Melissa Parker (Smashing Interviews Magazine): Did you feel an added responsibility in making the songs as well as the originals or did you just concentrate on your interpretations?
Joan Osborne: I think you definitely have to ask yourself when you’re covering songs, “Is my version going to be different enough and interesting enough that I wouldn’t rather just send people to the original version?” It has got to allow people to hear the song in a fresh way or there is just no point of doing it. If you are trying to outdo Otis Redding on one of his own songs, you’re never going to be able to accomplish that. You can’t outdo Muddy Waters at his own game.
You have to try to find a way into the song that allows for people to hear it in a fresh way. But, it’s definitely an intimidating process. I mean, these artists are really my heroes, and I would certainly never put myself in the same light as them and say that I’m as good as Al Green. You try to have a real humility in approaching it and try to bring what you can bring to the song.
In a way, being a singer makes it a little easier than if I were a guitar player or something because the human voice is, in and of itself, unique. There are no two singers who are ever going to sound exactly the same, so in that sense you have a little advantage. Some of the great jazz singers will probably say that as well. You’re singing songs that other people have done, but there’s something about the way that you sing that is only you.
At the same time, it’s very intimidating. When you want to take on a song made famous by Muddy Waters, you have to sort of talk yourself off the ledge a little bit (laughs). You have to ask yourself, “Why would anyone care?” and be able to answer that question truthfully.
Melissa Parker (Smashing Interviews Magazine): Several of these songs were written by men, for men. You had to turn them into female sounds.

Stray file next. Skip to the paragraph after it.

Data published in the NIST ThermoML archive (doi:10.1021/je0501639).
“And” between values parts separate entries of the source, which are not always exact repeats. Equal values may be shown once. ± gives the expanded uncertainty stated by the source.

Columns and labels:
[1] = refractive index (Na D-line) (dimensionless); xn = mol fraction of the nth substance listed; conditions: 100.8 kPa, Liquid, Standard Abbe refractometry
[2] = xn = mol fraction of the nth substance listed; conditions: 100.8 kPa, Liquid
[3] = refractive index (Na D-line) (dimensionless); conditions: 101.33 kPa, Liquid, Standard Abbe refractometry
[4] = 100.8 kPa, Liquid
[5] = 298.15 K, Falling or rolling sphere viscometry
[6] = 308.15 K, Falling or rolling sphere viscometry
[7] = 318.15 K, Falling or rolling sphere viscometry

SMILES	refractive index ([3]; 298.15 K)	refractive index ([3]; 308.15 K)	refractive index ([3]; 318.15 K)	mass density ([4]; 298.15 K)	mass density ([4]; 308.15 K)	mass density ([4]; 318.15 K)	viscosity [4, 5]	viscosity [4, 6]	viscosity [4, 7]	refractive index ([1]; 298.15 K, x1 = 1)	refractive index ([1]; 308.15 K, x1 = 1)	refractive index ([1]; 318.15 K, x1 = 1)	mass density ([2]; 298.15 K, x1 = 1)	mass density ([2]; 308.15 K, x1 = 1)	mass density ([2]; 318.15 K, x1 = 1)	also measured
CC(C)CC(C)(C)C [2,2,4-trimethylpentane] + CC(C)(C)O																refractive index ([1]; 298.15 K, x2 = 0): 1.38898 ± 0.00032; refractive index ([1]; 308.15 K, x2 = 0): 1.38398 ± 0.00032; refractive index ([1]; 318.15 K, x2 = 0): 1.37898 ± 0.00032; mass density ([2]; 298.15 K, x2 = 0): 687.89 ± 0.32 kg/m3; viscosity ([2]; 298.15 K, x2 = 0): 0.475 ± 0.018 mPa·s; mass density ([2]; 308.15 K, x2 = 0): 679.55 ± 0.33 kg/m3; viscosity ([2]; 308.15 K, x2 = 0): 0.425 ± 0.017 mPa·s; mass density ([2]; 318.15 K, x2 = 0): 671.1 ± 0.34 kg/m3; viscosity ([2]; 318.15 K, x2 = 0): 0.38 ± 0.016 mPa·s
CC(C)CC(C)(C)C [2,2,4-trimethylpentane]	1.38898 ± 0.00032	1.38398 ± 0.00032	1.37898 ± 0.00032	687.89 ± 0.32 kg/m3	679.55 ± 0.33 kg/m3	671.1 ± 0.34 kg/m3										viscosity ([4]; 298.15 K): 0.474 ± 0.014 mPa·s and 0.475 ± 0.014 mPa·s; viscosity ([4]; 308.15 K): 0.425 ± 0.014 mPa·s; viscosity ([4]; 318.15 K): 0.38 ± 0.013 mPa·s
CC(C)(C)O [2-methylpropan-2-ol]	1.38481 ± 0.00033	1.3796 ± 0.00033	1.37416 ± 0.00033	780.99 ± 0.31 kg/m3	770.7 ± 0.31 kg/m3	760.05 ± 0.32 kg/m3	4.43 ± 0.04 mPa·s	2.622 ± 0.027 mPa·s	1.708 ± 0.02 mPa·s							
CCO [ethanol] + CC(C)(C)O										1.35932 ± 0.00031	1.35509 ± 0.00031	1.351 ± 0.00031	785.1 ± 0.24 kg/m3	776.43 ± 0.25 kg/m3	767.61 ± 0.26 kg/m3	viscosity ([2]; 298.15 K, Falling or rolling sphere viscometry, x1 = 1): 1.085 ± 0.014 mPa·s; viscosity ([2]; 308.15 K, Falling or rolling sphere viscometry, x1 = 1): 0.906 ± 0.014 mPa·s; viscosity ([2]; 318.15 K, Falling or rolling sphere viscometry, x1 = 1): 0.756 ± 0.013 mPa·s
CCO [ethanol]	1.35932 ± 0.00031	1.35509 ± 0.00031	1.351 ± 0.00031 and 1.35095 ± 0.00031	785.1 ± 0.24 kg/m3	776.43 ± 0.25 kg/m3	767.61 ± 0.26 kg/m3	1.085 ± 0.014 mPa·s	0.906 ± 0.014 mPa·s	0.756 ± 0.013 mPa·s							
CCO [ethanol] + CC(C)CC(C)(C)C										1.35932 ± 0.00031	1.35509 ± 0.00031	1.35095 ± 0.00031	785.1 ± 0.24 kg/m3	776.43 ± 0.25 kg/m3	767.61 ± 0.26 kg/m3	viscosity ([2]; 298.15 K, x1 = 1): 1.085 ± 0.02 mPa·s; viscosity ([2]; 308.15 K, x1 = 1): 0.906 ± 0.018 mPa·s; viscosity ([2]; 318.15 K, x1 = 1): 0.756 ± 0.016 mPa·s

Joan Osborne: That’s one of the strategies I used on some of the songs, particularly the Muddy Waters tune, “I Want to Be Loved.” It was actually a Willie Dixon song, but made famous by Muddy Waters. The Muddy version has that forceful delivery and that very sort of hyper masculine way of presenting a song, so I tried to approach it from a little different angle and sort of feminize it to give it a more seductive energy by adding the female chorus and rearranging it a bit. I think that was, in my mind, a way to bring a freshness to it.
On the other hand, the songs, “Game of Love,” and Olive Brown’s “Roll Like a Big Wheel,” are sung by women who are just laying down the law. You don’t want to soft pedal it in those instances. You just want to bring all the strength you’ve got to the songs.
Melissa Parker (Smashing Interviews Magazine): I read that the engineer used a 24-track tape and that vintage microphones were used to give the album an “older” sound.
Joan Osborne: Yeah. We went to Waterfront Studios in New York that is owned and operated by a guy named Henry Hirsch. He is a well-known producer in his own right and probably most famous for doing all those Lenny Kravitz records that were such big hits. He is a real scholar of this old vintage gear and these “older” ways of recording music, which many people feel brings a warm sound quality that you just can’t get with digital equipment. He actually engineered all the sessions for us.
Even though Henry is a producer in his own right, he agreed to be just the engineer on this record. I feel like that gave us a real advantage to be able to work with somebody who knows how to get those sounds as well. I do think it brought to the record a real warmth and an immediacy that we would not have gotten otherwise.
Melissa Parker (Smashing Interviews Magazine): I agree. You recently sang at Levon Helm’s funeral.
Joan Osborne: I did, yes.
Melissa Parker (Smashing Interviews Magazine): Were you two close friends?
Joan Osborne: I’ve known his daughter, Amy, and I was really privileged to be able to do the (Midnight) Ramble. I wouldn’t say that I was his best friend. I think everybody who knew him wanted him to be his best friend (laughs). He had that kind of warmth about him. But, yeah, I knew him and was really grateful to have been able to not just be a fan of his (which I was for many years), but to get to know him a little bit and to make music with him before he passed. I was very honored to be part of the music at his service.
Melissa Parker (Smashing Interviews Magazine): Do you ever get tired of singing, “One of Us” or do you get tired of this question?